Since the entire film is such a constant series of shifts in mood and subject matter, the genuine development of it all does not feel real. Monsieur Verdoux spends time building up the characters before it introduces Charlie Chaplin's character, but the relevance of these characters ends up being minimal as so many more are just thrown at the viewer as the story keeps going. It is never overwhelming, but that's simply because there is not a feeling that the anything aside from the protagonist of the story is worth keeping up with.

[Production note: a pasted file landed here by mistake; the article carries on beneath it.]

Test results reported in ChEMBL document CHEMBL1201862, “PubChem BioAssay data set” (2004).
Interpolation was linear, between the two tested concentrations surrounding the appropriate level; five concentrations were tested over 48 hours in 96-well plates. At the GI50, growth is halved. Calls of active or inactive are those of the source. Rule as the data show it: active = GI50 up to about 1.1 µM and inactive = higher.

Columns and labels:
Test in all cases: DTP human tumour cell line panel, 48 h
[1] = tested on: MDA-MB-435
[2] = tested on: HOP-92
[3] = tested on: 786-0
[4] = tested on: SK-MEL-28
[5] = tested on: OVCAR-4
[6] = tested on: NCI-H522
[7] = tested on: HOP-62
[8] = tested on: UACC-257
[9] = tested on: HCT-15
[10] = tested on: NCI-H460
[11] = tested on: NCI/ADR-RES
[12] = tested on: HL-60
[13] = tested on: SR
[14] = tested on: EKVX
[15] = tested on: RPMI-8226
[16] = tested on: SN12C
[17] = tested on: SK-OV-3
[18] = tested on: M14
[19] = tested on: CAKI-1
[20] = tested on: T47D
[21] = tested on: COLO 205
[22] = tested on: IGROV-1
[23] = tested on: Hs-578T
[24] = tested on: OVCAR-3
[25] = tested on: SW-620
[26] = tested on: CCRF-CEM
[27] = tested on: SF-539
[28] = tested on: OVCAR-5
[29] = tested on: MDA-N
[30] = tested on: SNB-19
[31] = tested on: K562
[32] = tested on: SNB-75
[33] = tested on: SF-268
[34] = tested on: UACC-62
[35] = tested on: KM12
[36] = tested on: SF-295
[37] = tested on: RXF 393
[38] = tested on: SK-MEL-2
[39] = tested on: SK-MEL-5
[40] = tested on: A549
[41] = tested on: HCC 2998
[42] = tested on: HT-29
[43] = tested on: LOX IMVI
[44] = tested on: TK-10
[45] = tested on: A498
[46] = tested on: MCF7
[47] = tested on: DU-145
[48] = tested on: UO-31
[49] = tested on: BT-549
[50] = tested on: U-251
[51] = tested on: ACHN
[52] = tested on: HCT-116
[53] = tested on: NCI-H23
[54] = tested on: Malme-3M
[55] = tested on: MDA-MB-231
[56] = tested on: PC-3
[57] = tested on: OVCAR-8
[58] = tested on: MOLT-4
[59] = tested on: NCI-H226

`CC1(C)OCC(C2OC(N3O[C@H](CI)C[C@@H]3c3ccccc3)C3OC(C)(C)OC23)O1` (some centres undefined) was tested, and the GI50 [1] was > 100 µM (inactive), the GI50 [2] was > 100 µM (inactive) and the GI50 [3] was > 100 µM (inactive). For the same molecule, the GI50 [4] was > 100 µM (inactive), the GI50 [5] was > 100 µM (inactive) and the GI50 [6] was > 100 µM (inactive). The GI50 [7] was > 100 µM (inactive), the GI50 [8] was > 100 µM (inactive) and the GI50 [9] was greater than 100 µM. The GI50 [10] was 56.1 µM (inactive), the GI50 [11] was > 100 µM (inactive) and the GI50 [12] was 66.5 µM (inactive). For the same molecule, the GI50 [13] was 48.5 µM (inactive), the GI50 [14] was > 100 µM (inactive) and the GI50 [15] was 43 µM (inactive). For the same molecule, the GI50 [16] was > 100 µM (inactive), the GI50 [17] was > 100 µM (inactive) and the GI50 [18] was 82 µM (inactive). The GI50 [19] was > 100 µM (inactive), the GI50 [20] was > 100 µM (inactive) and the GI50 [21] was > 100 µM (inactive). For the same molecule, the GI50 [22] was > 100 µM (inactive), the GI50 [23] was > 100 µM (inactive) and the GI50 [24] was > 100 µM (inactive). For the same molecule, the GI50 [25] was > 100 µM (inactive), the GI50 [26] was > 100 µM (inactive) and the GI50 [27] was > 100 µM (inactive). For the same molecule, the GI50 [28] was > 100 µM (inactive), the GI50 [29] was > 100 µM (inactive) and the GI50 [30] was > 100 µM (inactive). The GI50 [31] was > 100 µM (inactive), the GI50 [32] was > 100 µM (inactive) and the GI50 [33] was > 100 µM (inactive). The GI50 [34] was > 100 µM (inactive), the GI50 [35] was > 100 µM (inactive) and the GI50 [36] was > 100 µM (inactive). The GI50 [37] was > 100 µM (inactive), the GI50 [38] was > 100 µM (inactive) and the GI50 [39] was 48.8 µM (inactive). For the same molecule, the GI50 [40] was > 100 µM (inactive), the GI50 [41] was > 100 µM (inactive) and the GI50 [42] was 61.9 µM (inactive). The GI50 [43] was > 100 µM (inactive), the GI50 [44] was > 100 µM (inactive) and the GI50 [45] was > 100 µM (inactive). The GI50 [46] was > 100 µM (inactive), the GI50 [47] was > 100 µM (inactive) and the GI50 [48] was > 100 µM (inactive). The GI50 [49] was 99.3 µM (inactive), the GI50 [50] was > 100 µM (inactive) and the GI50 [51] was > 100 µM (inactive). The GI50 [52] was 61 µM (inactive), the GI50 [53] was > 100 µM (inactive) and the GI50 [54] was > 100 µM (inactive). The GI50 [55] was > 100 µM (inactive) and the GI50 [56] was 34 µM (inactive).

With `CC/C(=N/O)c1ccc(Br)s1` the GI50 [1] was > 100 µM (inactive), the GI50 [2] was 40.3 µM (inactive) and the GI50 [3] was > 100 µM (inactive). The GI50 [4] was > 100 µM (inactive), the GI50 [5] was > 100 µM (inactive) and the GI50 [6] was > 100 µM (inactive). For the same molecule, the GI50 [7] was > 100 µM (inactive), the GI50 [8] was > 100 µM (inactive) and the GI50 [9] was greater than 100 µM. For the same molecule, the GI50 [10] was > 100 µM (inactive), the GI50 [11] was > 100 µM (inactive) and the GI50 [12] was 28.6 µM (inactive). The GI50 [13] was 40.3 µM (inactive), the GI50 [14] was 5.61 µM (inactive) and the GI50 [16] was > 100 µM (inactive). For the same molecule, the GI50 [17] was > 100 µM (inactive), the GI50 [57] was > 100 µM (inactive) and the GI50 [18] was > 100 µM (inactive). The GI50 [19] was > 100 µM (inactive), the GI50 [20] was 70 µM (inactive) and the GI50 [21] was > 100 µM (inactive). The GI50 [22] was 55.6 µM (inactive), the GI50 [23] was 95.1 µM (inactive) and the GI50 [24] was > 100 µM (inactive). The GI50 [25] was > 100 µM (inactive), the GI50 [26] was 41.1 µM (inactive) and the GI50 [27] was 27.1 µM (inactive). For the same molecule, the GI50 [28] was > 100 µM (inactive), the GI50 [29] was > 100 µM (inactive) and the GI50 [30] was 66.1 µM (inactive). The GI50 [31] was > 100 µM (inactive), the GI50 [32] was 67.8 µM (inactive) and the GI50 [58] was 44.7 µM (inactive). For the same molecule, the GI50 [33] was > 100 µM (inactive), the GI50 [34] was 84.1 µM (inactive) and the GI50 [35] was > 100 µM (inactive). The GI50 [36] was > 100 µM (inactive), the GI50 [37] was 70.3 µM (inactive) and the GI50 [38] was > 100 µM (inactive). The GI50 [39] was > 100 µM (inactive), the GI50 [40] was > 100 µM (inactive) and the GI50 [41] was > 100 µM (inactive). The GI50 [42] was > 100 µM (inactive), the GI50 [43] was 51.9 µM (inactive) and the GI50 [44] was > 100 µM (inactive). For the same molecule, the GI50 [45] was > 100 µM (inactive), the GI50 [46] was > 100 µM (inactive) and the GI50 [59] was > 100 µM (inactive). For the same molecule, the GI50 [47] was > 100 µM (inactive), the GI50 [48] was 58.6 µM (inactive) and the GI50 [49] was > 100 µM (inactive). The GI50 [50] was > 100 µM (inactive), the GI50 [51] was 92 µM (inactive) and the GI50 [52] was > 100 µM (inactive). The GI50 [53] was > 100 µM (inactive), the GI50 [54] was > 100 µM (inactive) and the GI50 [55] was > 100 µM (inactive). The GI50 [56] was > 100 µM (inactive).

Though Monsieur Verdoux is a comedy of sorts, I can't necessarily say that I laughed all that much. Clearly a film of its time, Monsiuer Verdoux is clearly a dark comedy which pushes the boundaries on what audiences can expect to find humour in, but by today's standards the material is fairly tame. And when I say tame, I mean to the point that the material leaves me wondering if I should be laughing or viewing it all as drama. Either way, the battle of time has left the genre of Monsieur Verdoux somewhat ambiguous.Because of that, looking beneath the surface is a lot easier and so trying to find something that sufficiently carries over to the modern day and still stands up so well is challenging. The one thing that is genuinely still interesting about the film is the strange nature of the titular character. The success of this is largely built on the performance of Charlie Chaplin, but Monsieur Verdoux himself is quite an oddball. He is such an unsuspecting serial killer, finding no slight problem in his actions that he cannot justify some way. Although the loose structure of the story puts him into a series of strange situations, the perspective on him which we are provided from witnessing it all can prove intriguing because the film centers around so many facets of him. His perspective on life, his relationships with the other characters and even his genuinely charming facade which hides his nature as a serial killer makes him a character packed with potential. And from there, what Charlie Chaplin is able to do with the character really makes the feature memorable.